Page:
Still life studio on a shoestring – Part 1

A couple of weeks ago, I received a call from a friend who is just starting his photography business. As with every new undertaking, there was no shortage of questions – we talked cameras, lenses, traded a few tall “war stories” from the past and so on. A couple of days after that conversation took place, it occurred to me that most of the things he was asking were obvious to me. They were not so obvious to him though. So I decided to share my experience and show you how to start a still life photo studio without going broke or taking out second mortgage.

First and foremost, I’d like to stress that we will be talking about setting up a still life studio, which is a different animal altogether. If you are trying to put together a portrait studio, this article may not be of great help to you. The goal of this article is to show you what equipment (whether bought or home-made) you need to have in order to have a fully functional still life photography studio, which is portable (so you can take it on location if needed without hiring a moving van) and allows you to take great images for the web or even for your portfolio, should you have one.

First things first – every still life photographer needs a stable working surface.
After trying all sorts of  sawhorses, folding tables, carts etc., I settled on these folding sawhorses – you can find them in your home improvement store (mine came from Home Depot). These sawhorses have quite a few benefits over the “traditional” ones:

  • They are much more stable and harder to knock over
  • They are adjustable – you can go taller or shorter depending on your object and the desired camera position
  • They allow you to hold your surface (and the object you are shooting) at 45 degree angle, which comes in very handy when shooting objects for the web over completely white background (more on the topic in the future posts)

Second thing, which is very important in every studio is what collectively is known as “grip” – stands, clamps, C-stands, arms etc. In case you don’t have C-stands in your arsenal – I can’t recommend them enough. They are stable, sturdy, last for generations (no kidding!) and easy to fold and transport. In addition, with some help of a very simple “tool” they can hold your camera in almost any position for all those “look down” or “look up” shots. What tool? Here is comes.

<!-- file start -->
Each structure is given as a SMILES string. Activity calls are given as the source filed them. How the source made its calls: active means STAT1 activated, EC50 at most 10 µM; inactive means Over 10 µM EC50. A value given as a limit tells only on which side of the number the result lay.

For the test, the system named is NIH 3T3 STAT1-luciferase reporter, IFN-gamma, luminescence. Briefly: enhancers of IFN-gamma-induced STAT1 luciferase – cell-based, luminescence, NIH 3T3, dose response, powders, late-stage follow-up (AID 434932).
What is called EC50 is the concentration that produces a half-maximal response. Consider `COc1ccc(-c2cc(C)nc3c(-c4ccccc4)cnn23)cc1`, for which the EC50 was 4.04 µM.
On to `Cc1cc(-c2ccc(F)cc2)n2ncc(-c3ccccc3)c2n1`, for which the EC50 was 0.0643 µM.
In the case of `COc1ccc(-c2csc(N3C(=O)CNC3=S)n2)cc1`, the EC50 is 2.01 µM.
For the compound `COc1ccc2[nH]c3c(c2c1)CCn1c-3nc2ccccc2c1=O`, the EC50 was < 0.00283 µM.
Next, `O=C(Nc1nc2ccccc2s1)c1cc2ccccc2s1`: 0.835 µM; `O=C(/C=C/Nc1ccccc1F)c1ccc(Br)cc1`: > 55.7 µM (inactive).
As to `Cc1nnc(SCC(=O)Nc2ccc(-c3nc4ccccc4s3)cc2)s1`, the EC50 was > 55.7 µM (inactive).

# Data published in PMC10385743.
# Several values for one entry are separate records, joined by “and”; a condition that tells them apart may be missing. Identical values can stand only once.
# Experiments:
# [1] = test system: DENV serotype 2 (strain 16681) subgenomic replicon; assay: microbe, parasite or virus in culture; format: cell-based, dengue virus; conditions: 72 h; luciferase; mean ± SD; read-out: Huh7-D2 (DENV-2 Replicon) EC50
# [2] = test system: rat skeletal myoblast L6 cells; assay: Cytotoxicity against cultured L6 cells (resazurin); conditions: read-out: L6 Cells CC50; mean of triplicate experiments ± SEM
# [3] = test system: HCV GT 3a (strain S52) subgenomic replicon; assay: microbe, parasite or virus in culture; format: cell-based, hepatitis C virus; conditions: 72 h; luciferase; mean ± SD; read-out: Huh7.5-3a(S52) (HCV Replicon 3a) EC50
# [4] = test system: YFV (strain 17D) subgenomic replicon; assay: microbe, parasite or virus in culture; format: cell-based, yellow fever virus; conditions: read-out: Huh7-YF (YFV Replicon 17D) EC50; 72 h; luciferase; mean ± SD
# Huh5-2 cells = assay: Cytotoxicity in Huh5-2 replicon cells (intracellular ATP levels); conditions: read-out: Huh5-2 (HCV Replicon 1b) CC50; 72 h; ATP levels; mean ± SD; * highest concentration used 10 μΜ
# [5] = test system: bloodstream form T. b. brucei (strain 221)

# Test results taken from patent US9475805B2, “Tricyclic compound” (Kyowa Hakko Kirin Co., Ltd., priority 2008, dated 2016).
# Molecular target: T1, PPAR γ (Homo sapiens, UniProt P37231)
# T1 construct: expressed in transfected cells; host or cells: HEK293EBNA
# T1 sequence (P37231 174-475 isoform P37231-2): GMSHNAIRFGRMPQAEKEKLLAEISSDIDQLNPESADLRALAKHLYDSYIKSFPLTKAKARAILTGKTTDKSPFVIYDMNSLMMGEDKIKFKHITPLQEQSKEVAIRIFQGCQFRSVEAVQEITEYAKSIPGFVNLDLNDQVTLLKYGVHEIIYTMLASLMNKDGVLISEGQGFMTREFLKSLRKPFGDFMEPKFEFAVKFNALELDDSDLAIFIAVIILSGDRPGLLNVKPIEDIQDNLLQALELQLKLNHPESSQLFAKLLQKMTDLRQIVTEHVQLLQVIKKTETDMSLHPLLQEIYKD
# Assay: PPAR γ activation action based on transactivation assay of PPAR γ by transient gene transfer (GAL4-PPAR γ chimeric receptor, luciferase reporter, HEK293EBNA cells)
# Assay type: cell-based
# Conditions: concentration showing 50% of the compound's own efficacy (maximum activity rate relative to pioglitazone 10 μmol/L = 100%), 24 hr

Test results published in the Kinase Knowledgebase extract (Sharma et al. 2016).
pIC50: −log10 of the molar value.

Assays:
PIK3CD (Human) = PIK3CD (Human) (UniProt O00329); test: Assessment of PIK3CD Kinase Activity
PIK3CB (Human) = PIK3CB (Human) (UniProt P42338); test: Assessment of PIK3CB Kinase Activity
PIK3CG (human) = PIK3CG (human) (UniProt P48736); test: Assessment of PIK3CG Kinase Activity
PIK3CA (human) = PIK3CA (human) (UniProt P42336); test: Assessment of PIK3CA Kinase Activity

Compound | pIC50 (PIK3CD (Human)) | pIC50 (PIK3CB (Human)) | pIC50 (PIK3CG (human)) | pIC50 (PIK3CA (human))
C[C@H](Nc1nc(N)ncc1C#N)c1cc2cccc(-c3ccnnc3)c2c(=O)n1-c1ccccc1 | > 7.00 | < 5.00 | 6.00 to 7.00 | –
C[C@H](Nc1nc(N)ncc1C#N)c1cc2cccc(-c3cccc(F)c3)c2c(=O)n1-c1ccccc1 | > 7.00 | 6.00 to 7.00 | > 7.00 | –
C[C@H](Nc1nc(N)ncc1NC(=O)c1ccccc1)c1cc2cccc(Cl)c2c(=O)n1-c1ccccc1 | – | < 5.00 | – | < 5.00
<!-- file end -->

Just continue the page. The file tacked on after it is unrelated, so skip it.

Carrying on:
This contraption that I would not be found without, is just a long lug screw (approx. 4″ long, or 10 cm for those metric-inclined 🙂 with 0.25″ coarse thread. You can pick one at your favorite home improvement store along with the spacers and the nuts. I prefer the plastic spacers (the bronze one in the middle makes the whole thing more sturdy) because they provide for much better grip. The whole thing screws into the tripod socket of your camera (see below). It looks rather low-tech but also it allows you to put your camera on the C-stand and hold it at almost any thinkable angle – marked improvement over the regular tripods with folding columns. The total cost – about $3 give or take a few cents.
 


Last but not least – the color chart. In still life photography, the color fidelity is of utmost importance. The bounced light may pick up some ever so slight color cast that will not be obvious until much later in the post process so I always (and I cant’s stress that enough – always) use the color chart to make sure I’m on target with my colors. It’s a small investment that goes long way and is absolutely indispensable tool in my bag.

That’s it for now folks! Stay tuned for the next episode and have a great day!
– Alex.Stepanov

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The new site is out!

At long last… After much toiling and scratching the head and mumbling something incoherent to myself…

The new web site is OUT!

The baby turned out to be rather well behaved and can be seen here (or just click on the image on the left)

Whew…

Let me wish everyone a very pleasant weekend!

$5 "Artwork"

From time to time, I come across marked bills – I’m sure you have seen those too. People mark bills to trace them or sometimes just for fun – I’ve seen dollars stamped with phone numbers, with sweet handwritten messages, even with some cryptic “identification codes” and websites where you could report the bill should you feel inclined so.

Today, I was given the bill (see above) that defies all the classifications and I’m not quite sure how to place it. Tentatively, I wrote it down as an “artwork”, though art of some uncommon kind I must say… Any ideas?

Cheers,
Alex Stepanov